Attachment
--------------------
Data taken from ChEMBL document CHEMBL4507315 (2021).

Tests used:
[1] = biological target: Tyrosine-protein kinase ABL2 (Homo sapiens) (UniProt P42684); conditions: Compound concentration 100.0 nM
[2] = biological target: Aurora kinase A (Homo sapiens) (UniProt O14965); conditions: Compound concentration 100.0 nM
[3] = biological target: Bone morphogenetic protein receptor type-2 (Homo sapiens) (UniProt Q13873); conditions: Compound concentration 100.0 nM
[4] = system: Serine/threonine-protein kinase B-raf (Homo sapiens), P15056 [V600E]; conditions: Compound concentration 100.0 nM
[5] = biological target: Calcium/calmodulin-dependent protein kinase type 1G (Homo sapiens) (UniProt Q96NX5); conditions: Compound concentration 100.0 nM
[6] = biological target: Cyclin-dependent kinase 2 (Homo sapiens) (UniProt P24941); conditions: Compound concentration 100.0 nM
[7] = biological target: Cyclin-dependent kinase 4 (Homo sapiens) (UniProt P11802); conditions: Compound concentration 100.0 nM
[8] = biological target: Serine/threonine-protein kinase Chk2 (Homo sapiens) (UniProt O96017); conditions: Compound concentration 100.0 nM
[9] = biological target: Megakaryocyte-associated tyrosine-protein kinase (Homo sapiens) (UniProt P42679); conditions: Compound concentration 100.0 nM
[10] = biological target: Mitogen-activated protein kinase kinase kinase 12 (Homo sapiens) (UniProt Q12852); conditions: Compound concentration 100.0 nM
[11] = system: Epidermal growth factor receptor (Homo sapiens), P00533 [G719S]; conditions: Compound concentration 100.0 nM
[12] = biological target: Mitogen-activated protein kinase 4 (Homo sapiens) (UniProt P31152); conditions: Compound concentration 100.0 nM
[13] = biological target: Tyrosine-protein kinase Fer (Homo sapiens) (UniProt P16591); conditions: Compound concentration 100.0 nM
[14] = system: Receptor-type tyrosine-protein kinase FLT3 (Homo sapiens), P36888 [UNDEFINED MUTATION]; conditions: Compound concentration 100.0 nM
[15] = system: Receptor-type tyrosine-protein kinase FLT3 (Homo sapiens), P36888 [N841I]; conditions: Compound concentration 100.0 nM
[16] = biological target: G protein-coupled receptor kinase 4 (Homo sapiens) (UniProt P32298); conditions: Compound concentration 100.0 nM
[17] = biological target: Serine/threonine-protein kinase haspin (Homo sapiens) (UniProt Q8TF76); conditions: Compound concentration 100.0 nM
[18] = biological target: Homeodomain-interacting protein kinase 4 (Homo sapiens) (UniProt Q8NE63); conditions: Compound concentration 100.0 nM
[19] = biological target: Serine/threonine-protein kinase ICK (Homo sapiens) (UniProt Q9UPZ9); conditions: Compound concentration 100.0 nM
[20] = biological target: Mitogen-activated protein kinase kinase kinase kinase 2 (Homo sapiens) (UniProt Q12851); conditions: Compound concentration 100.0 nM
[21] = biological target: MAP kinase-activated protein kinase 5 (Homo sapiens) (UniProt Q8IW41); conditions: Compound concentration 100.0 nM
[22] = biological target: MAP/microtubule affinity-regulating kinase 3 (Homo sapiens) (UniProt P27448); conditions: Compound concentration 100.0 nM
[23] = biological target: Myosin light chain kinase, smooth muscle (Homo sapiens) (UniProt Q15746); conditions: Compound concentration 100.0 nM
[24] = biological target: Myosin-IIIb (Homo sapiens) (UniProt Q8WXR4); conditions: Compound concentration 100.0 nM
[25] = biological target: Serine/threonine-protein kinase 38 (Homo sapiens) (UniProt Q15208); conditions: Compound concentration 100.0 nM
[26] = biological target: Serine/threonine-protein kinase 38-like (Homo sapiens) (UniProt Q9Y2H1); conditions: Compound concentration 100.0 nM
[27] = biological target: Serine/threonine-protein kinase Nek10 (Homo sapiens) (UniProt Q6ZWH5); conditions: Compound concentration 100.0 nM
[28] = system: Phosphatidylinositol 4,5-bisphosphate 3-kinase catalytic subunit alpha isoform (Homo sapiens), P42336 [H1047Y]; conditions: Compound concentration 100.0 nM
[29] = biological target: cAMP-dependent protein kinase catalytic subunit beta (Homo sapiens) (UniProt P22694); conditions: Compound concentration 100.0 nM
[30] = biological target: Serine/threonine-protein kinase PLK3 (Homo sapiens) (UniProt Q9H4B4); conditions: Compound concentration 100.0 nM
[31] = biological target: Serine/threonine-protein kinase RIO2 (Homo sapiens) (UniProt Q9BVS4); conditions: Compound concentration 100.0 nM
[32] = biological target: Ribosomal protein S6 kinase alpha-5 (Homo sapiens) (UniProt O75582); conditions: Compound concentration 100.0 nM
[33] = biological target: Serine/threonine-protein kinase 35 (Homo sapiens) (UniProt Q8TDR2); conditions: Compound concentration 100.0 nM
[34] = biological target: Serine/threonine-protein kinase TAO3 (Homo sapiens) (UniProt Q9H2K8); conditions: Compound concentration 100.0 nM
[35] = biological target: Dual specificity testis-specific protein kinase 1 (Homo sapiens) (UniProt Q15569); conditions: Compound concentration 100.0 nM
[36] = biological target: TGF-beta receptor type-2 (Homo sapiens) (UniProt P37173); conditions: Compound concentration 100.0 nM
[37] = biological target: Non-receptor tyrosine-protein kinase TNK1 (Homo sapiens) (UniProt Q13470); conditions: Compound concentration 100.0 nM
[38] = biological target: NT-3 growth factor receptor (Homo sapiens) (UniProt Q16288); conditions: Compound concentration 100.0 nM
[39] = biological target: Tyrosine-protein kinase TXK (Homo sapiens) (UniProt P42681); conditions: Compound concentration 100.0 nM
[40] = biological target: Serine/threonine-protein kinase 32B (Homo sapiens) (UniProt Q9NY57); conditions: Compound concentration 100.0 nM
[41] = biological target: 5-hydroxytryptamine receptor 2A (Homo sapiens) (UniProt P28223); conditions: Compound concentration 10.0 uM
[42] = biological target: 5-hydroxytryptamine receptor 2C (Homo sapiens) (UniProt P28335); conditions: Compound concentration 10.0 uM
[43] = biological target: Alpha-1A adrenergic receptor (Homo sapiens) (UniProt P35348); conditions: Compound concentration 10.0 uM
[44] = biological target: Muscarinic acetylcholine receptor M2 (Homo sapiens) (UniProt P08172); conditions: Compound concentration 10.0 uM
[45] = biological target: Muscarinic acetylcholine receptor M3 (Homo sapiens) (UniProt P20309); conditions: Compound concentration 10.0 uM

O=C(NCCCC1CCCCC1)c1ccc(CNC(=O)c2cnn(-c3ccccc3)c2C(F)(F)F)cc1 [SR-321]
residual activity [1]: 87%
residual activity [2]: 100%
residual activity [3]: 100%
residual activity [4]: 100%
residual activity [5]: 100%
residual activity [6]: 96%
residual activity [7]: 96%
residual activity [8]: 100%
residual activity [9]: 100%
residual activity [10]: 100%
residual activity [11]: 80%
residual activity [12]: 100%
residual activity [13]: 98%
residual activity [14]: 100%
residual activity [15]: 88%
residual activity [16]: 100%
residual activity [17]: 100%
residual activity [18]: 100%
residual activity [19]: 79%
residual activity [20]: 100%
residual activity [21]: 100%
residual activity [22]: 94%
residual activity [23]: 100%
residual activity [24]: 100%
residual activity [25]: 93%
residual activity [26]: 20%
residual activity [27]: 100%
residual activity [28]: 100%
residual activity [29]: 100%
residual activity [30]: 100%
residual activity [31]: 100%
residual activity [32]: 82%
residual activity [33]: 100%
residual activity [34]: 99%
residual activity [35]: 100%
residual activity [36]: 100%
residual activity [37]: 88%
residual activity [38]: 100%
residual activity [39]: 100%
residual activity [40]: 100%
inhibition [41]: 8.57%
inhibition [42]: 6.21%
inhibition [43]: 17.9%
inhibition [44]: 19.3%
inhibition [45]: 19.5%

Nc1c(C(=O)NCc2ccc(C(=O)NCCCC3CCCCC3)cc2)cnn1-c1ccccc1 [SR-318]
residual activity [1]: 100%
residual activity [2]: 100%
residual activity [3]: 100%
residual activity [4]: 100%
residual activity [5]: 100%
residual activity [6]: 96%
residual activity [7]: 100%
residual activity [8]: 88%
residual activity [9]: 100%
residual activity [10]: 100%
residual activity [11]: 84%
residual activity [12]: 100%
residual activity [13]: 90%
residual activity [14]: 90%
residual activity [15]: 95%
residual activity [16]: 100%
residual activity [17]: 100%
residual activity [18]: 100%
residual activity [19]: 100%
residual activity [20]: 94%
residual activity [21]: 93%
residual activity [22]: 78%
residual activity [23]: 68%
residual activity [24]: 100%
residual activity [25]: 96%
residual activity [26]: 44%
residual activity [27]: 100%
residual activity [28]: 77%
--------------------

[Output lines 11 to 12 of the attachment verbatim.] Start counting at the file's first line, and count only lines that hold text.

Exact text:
[9] = biological target: Megakaryocyte-associated tyrosine-protein kinase (Homo sapiens) (UniProt P42679); conditions: Compound concentration 100.0 nM
[10] = biological target: Mitogen-activated protein kinase kinase kinase 12 (Homo sapiens) (UniProt Q12852); conditions: Compound concentration 100.0 nM